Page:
Bridging the historic racial divide

Friday, June 1, 2012

For the past two weeks, I have been corresponding with a member of the Godleys, the African American family who were victims of the 1901 riot and lynching in Pierce City. This is the first time a member of the Godley family has sought me out to discover what happened.

Rochelle lives in Milwaukee, Wis., where her great-grandfather moved after leaving Neosho in the 1920s. She is in her mid-40s, and in recent years lost her mother and older relatives who may have been able to explain the family history. She went looking for details, not with a chip on her shoulder, but simply wanting to know.

"Our family's oral history always included murmurings about French [Godley] and some sort of major event, although I was never sure of what it was," Rochelle wrote. "As a child, I heard my mom and aunt talk in hushed tones about the cousins in that they were 'rough' people."

In over 20 years, I have collected what should be the definitive archive of documentation on this subject. I have shared much of it with fellow researchers who were willing to ask to see the unique documentation I found.

I wrote to Rochelle. I found her to be curious and openminded. Most of all, to her, this was history. It was unchangeable, blame-free facts about something that happened long ago.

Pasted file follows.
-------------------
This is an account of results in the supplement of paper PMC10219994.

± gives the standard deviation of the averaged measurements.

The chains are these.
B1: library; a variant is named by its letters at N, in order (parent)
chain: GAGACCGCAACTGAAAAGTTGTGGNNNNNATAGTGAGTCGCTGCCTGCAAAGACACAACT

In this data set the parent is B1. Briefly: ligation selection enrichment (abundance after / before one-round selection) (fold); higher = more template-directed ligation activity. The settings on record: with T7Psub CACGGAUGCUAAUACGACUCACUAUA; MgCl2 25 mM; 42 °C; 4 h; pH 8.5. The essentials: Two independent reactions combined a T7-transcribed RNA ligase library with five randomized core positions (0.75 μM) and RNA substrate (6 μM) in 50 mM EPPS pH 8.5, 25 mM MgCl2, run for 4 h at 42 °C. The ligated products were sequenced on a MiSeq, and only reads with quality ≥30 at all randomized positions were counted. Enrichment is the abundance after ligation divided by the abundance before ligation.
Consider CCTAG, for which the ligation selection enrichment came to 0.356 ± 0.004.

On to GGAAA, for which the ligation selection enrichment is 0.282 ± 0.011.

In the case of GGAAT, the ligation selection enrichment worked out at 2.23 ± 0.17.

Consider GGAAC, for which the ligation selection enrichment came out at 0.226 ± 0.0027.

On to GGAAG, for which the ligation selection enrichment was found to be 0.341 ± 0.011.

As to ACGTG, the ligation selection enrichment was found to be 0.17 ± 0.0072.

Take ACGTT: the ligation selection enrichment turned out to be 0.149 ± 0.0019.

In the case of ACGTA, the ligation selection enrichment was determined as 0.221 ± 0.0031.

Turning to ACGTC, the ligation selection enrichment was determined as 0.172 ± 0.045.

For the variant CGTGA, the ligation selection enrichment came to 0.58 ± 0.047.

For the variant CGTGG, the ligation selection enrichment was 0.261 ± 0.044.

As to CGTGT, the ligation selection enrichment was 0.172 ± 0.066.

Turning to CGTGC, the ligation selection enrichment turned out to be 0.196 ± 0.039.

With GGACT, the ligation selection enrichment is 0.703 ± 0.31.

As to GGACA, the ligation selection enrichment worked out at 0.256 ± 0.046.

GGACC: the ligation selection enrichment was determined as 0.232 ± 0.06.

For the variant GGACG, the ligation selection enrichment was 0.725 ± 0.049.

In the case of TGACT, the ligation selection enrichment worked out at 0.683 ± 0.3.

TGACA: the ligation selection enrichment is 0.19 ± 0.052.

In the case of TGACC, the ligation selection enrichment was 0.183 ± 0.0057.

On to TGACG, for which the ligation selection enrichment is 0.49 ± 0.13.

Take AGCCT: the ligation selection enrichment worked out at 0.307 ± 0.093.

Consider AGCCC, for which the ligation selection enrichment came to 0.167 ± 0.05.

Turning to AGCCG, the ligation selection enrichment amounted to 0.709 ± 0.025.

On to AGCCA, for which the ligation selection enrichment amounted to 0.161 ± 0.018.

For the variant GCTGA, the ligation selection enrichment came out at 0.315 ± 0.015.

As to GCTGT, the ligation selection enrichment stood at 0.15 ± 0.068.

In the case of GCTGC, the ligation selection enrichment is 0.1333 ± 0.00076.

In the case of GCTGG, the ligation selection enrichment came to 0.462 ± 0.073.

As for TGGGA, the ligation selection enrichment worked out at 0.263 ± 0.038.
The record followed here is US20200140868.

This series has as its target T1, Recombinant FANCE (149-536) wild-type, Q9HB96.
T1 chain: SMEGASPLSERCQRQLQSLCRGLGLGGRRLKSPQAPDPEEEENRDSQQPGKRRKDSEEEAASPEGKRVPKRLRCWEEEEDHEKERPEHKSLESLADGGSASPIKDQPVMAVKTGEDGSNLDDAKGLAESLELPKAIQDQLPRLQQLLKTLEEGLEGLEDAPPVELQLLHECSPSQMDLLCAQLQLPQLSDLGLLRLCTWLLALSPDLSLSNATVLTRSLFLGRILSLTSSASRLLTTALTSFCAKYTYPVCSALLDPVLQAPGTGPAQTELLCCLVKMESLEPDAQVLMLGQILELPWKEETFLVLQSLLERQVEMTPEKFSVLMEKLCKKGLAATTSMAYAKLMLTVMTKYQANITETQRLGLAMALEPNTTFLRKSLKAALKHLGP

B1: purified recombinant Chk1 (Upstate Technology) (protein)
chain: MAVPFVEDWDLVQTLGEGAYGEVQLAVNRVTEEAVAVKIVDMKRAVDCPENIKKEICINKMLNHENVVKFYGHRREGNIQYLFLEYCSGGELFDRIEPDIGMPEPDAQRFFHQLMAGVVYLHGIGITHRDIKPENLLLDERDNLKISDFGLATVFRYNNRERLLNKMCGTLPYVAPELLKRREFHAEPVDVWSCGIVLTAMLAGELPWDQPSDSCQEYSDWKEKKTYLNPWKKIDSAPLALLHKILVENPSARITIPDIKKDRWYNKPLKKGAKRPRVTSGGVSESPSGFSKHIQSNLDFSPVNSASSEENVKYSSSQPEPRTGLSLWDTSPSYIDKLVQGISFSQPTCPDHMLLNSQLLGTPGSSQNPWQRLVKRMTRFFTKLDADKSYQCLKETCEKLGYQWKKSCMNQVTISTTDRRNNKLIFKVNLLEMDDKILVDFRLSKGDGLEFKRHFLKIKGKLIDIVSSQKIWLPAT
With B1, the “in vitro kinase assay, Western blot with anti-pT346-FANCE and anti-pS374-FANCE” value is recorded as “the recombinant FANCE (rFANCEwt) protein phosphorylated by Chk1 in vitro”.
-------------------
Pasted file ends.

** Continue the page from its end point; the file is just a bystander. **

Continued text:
She still wanted to know. In the last two weeks, she has waded through a history of her family, compiled by a genealogist who helped my research, plus numerous highly documented articles and my unpublished historical novel.

Seeing the documentary film "Banished," which described how the Brown brothers moved the remains of their great-grandfather from Pierce City, was more difficult than Rochelle expected. "Boy, I didn't realize that seeing the town would give me chills as it did," she wrote.

Yet the picture I took of an African American child arriving at Pierce City Central Elementary on the first day of classes last August showed all of that ancient history doesn't matter today. Rochelle appreciates that.

"As it should be," she wrote.

In her blog, she has written the following:

"What I've learned is that, yes times were rough and things weren't fair, but my ancestors were people who lived their lives. They didn't sit around wringing their hands about injustice. They established community, fell in love, got married, raised babies, occasionally drank more than their fill (truth be told) and my great-grandfather was even voted president of the Independent Colored Voters. Here's the bottom line: They were the ones who truly found gems in a sea of stones."